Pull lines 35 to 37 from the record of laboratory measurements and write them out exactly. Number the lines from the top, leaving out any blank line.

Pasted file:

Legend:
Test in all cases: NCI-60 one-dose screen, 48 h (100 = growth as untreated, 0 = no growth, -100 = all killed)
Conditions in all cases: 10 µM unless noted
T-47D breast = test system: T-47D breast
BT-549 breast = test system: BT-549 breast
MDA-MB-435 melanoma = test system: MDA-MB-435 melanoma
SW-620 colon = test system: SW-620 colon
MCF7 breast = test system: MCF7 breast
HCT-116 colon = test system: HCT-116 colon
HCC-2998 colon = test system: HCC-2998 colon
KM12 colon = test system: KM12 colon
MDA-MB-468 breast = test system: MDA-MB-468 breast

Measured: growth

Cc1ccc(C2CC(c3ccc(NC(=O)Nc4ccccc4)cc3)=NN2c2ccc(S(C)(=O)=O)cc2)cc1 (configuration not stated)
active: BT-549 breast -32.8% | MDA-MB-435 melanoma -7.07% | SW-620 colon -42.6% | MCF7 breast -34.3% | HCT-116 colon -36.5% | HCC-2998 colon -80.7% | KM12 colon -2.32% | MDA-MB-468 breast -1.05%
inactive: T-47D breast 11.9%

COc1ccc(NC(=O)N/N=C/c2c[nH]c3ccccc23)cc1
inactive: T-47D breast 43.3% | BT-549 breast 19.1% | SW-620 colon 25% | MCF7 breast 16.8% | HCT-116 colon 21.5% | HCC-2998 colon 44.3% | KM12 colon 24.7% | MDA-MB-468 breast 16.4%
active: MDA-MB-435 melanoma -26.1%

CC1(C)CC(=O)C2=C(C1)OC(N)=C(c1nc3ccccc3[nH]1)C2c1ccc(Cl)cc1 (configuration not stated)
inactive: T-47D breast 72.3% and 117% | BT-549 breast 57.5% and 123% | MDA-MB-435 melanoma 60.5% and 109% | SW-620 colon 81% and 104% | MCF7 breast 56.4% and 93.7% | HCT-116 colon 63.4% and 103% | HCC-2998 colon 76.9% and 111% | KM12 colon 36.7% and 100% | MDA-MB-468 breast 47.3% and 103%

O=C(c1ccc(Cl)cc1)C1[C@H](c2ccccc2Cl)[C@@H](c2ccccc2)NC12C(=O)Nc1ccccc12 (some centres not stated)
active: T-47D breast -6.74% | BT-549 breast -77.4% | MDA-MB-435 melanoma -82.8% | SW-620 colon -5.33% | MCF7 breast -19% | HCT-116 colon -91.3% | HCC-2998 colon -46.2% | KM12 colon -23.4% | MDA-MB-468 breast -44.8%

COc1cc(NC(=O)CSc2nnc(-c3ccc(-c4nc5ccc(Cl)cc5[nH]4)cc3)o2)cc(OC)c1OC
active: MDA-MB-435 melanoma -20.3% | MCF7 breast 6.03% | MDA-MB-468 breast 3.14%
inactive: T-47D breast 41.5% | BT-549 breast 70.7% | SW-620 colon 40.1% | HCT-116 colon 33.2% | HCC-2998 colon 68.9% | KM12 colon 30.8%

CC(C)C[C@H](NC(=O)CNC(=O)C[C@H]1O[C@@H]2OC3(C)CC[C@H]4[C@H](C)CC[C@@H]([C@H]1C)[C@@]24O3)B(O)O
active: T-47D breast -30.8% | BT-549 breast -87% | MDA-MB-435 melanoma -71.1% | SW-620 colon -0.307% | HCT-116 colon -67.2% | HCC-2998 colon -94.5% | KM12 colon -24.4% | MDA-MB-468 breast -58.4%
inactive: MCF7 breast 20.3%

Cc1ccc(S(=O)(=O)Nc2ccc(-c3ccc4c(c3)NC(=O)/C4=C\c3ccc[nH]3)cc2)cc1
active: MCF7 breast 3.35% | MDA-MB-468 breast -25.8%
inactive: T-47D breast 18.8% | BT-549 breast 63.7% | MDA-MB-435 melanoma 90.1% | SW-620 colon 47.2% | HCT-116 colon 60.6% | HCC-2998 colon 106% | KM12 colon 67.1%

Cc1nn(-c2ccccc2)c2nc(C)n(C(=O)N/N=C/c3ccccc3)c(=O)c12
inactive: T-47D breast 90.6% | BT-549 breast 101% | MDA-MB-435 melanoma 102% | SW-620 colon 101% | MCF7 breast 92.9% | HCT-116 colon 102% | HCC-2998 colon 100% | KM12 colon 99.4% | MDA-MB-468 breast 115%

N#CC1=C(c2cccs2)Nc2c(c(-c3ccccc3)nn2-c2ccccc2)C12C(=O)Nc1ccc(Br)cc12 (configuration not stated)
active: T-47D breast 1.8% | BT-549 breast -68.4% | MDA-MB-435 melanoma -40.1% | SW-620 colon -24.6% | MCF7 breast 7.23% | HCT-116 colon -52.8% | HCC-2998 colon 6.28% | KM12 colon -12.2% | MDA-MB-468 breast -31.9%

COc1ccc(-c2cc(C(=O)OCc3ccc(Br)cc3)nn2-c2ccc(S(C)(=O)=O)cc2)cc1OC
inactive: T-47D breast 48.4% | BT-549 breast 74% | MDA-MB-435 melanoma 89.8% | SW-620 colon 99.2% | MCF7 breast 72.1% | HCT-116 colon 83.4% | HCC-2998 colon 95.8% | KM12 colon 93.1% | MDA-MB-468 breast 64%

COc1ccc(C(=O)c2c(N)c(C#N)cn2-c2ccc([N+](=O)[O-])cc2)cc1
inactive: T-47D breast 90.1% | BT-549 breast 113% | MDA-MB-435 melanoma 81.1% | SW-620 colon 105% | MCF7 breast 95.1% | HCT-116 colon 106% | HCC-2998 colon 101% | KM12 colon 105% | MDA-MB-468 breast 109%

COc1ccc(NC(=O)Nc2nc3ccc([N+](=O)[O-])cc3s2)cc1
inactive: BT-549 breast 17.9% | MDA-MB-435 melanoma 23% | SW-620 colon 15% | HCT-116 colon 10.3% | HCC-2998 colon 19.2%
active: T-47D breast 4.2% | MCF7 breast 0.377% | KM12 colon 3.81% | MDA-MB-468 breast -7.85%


N#CC1=C(c2cccs2)Nc2c(c(-c3ccccc3)nn2-c2ccccc2)C12C(=O)Nc1ccc(Br)cc12 (configuration not stated)
active: T-47D breast 1.8% | BT-549 breast -68.4% | MDA-MB-435 melanoma -40.1% | SW-620 colon -24.6% | MCF7 breast 7.23% | HCT-116 colon -52.8% | HCC-2998 colon 6.28% | KM12 colon -12.2% | MDA-MB-468 breast -31.9%

COc1ccc(-c2cc(C(=O)OCc3ccc(Br)cc3)nn2-c2ccc(S(C)(=O)=O)cc2)cc1OC